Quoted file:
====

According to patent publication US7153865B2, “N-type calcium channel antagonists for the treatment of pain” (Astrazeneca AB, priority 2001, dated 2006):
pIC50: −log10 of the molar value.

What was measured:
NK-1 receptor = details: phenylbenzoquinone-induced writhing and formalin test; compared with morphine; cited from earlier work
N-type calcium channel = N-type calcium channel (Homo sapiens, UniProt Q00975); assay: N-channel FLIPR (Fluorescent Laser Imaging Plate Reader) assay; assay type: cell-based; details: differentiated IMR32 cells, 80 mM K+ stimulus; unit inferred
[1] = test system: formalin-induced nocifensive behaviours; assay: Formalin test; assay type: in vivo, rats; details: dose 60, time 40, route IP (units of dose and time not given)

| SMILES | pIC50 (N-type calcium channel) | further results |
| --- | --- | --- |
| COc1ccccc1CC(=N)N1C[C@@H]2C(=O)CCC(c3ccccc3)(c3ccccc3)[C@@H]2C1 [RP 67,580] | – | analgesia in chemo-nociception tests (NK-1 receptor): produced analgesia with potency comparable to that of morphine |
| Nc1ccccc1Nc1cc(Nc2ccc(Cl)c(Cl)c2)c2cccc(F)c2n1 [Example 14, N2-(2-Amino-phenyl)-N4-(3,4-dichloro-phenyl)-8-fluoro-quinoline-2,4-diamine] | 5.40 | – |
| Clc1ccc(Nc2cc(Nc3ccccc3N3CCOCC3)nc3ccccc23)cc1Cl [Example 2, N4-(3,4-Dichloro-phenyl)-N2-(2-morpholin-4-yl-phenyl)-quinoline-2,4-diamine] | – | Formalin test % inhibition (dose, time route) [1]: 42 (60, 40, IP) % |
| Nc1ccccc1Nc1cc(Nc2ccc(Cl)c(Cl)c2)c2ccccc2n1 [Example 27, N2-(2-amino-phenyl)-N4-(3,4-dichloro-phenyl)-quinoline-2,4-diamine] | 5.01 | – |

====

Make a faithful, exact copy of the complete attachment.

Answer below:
According to patent publication US7153865B2, “N-type calcium channel antagonists for the treatment of pain” (Astrazeneca AB, priority 2001, dated 2006):
pIC50: −log10 of the molar value.

What was measured:
NK-1 receptor = details: phenylbenzoquinone-induced writhing and formalin test; compared with morphine; cited from earlier work
N-type calcium channel = N-type calcium channel (Homo sapiens, UniProt Q00975); assay: N-channel FLIPR (Fluorescent Laser Imaging Plate Reader) assay; assay type: cell-based; details: differentiated IMR32 cells, 80 mM K+ stimulus; unit inferred
[1] = test system: formalin-induced nocifensive behaviours; assay: Formalin test; assay type: in vivo, rats; details: dose 60, time 40, route IP (units of dose and time not given)

| SMILES | pIC50 (N-type calcium channel) | further results |
| --- | --- | --- |
| COc1ccccc1CC(=N)N1C[C@@H]2C(=O)CCC(c3ccccc3)(c3ccccc3)[C@@H]2C1 [RP 67,580] | – | analgesia in chemo-nociception tests (NK-1 receptor): produced analgesia with potency comparable to that of morphine |
| Nc1ccccc1Nc1cc(Nc2ccc(Cl)c(Cl)c2)c2cccc(F)c2n1 [Example 14, N2-(2-Amino-phenyl)-N4-(3,4-dichloro-phenyl)-8-fluoro-quinoline-2,4-diamine] | 5.40 | – |
| Clc1ccc(Nc2cc(Nc3ccccc3N3CCOCC3)nc3ccccc23)cc1Cl [Example 2, N4-(3,4-Dichloro-phenyl)-N2-(2-morpholin-4-yl-phenyl)-quinoline-2,4-diamine] | – | Formalin test % inhibition (dose, time route) [1]: 42 (60, 40, IP) % |
| Nc1ccccc1Nc1cc(Nc2ccc(Cl)c(Cl)c2)c2ccccc2n1 [Example 27, N2-(2-amino-phenyl)-N4-(3,4-dichloro-phenyl)-quinoline-2,4-diamine] | 5.01 | – |